Category Archives: theater

Writing with IPA (and not in the snow)

We got your Shakespearean OP -- Yeah you know me!

confused-looking woman holding a notebook

CC image “Confused” courtesy of CollegeDegrees360 on Flickr. Some rights reserved.

M paused as he explained the definition of the word. “You know that weird string of letter-like symbols when you look it up in the dictionary?” he said. “Do any of you have a clue what that’s all about?”

The nerd in me took .02 seconds to pipe up. “That’s the International Phonetic Alphabet,” I said, equal parts proud and embarrassed.

“Of course it is,” said M.

The International Phonetic Alphabet, or IPA for short (not as tasty as certain fermented beverages that also go by the same name, but at least as interesting, in certain circles) is a kind of symbolic spelling that linguists use to represent how a word is pronounced without stumbling over spelling conventions. The IPA applies across all known languages or dialects. IPA spelling shows up immediately after the boldfaced entry of every word in the dictionary, between two backslashes, as with this example from Merriam Webster:

dic·tio·nary: noun \ˈdik-shə-ˌner-ē\

Since I was a somewhat nerdy child, and did use the dictionary while I was growing up (going through the pupae stage of my bookworminess, I guess you could say), I had long wondered about those symbols myself. Although I supposed they were related to pronunciation, I was never quite sure how until I took my first phonetics class.

The sounds of language

Ahh, phonetics. The study of the sounds of speech. Typically, when we’re talking about how a writer renders a particular dialect or language, we’ll say “s/he wrote that dialect phonetically” to mean that the spelling evokes sound rather than writing conventions. “I’m gonna” versus “I’m going to,” for example. The thing is, every author has his or her own idea of what that dialect actually sounds like, and all kinds of spelling variations can be used. How do I know what I’m hearing in my own head is what the writer intended?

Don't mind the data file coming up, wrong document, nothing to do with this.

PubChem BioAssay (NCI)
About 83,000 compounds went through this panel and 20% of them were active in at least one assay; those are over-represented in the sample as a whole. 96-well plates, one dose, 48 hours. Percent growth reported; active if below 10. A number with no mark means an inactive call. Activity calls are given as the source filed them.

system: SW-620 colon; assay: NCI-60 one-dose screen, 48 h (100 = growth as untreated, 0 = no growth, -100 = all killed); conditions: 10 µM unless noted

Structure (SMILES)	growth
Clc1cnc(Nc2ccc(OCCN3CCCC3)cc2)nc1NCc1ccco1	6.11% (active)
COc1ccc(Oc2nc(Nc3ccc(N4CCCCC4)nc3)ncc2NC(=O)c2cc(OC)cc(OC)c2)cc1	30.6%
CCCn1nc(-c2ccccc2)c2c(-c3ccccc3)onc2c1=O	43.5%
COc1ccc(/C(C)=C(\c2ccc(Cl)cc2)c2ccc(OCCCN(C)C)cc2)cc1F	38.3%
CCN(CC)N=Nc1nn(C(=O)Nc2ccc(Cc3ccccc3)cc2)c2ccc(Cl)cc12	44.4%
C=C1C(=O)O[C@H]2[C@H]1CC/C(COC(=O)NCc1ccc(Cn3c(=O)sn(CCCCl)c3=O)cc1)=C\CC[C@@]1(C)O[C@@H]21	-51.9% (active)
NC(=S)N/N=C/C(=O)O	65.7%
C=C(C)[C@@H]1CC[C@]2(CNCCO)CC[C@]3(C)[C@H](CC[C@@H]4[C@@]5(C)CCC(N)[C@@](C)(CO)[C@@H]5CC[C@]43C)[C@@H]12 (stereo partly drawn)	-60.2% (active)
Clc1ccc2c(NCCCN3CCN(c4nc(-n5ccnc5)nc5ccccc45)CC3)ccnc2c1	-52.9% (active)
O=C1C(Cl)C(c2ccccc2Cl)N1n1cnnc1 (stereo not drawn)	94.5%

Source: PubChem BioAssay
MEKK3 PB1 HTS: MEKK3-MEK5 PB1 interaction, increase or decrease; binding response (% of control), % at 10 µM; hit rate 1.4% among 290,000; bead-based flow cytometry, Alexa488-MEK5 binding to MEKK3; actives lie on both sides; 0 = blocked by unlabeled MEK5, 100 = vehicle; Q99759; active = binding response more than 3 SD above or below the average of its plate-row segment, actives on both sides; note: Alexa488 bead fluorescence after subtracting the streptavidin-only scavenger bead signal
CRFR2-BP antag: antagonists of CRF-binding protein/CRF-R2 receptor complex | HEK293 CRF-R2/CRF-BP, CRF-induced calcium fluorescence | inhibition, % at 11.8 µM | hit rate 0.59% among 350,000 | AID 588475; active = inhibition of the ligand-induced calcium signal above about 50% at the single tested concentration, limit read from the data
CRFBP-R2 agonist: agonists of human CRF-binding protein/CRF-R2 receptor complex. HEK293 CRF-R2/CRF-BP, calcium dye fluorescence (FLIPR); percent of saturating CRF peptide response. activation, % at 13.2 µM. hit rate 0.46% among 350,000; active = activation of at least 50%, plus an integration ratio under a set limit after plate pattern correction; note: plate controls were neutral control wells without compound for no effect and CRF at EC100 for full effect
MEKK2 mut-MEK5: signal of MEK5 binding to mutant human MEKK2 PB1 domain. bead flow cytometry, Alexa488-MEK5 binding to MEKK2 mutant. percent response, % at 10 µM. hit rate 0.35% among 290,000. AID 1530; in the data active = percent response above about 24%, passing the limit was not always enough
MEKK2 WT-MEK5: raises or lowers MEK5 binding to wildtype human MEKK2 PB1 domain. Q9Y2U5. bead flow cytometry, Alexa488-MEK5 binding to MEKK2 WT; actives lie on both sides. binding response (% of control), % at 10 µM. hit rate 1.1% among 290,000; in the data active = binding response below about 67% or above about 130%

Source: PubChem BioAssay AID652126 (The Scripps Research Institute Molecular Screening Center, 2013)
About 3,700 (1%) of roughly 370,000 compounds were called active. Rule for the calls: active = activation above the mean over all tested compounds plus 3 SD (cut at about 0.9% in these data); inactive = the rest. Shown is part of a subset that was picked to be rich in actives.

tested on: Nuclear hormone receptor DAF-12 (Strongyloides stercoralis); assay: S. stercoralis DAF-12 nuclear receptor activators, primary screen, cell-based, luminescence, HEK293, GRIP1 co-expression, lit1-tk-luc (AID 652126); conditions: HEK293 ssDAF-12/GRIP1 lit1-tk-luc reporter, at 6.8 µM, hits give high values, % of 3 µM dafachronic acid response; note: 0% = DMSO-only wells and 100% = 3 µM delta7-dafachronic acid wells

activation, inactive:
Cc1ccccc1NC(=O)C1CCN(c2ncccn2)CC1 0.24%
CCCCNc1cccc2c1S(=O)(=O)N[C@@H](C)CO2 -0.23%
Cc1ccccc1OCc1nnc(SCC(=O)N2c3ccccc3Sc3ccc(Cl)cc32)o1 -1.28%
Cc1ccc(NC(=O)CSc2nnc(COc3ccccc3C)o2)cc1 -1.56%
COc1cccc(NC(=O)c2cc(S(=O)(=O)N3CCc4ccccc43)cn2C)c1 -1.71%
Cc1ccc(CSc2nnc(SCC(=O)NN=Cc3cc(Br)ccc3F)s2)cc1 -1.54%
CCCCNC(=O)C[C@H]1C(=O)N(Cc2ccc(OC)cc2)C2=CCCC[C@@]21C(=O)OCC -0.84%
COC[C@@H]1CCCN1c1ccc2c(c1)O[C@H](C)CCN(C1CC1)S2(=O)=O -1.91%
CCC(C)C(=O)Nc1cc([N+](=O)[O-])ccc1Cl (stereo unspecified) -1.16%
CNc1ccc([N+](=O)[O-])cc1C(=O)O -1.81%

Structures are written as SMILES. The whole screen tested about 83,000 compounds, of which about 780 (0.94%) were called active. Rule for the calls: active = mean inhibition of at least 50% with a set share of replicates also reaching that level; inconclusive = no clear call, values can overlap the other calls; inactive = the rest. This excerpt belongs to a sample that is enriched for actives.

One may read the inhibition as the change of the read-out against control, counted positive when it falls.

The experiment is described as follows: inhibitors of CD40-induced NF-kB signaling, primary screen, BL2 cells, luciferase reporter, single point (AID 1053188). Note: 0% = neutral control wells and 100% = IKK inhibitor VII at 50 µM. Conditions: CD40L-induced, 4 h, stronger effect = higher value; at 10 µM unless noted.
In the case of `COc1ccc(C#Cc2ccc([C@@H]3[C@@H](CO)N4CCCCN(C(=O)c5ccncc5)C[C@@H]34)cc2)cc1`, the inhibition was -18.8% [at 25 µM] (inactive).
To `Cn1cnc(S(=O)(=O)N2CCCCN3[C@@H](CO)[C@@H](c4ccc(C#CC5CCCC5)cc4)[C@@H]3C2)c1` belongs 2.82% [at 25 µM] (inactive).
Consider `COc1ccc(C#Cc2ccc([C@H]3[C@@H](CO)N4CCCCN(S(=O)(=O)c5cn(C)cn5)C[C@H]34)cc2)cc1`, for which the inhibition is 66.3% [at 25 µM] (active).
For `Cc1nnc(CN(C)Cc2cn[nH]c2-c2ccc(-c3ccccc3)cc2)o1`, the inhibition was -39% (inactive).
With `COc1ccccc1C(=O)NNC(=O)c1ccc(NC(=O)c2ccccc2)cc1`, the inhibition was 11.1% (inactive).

This poses a problem just among English-speakers. Try to get an American English speaker or a Welsh English speaker to write “phonetically” for an Aussie or a Kiwi. They will just look at each other curiously. The vowels for all our varied English dialects are totally different.

Enter the IPA. Every symbol is assigned one sound. Additional notations known as diacritics add details such as whether the sound is voiced or voiceless, aspirated (followed by a puff of exhaled air) or not. Although based on the Latin alphabet, IPA contains plenty of other funky symbols to keep digital transcriptionists busy.

To the layperson, IPA looks like a bunch of hieroglyphics. Learning IPA is the equivalent of learning a new written language. It’s most useful in academic circles and for students of language. (I did say I was a nerdy child, right?)

IPA in daily life and in Shakespeare

We could use it to represent the sounds of English today. All of us, native speakers or not, have at one point complained about how English spelling and pronunciation don’t seem to have ANYTHING to do with each other sometimes.

But there was a time when English writing was much more “phonetic” than it is today. And scholars say Shakespeare captures a lot of that language.

The fruits of research into the language of Shakespeare have even taken the stage at The Globe Theatre in London, where a number of productions were performed in what is called OP, “original pronunciation.”

Original pronunciation, you say? How do they know what Shakespeare’s compatriots actually sounded like?!

For a fuller discussion, watch this video. In brief, according to the noted historical linguist David Crystal, there are three main types of evidence researchers use to determine the pronunciation of historical dialect. First, they look at what people writing at the time have to say about how their language is spoken. Second, they use the written evidence (since English used to be much more phonetic, spelling gives us helpful clues). And third, researchers look at poetry and rhyme, on the concept that poetic stanzas were meant to rhyme, and not look strange as they do to the modern eye.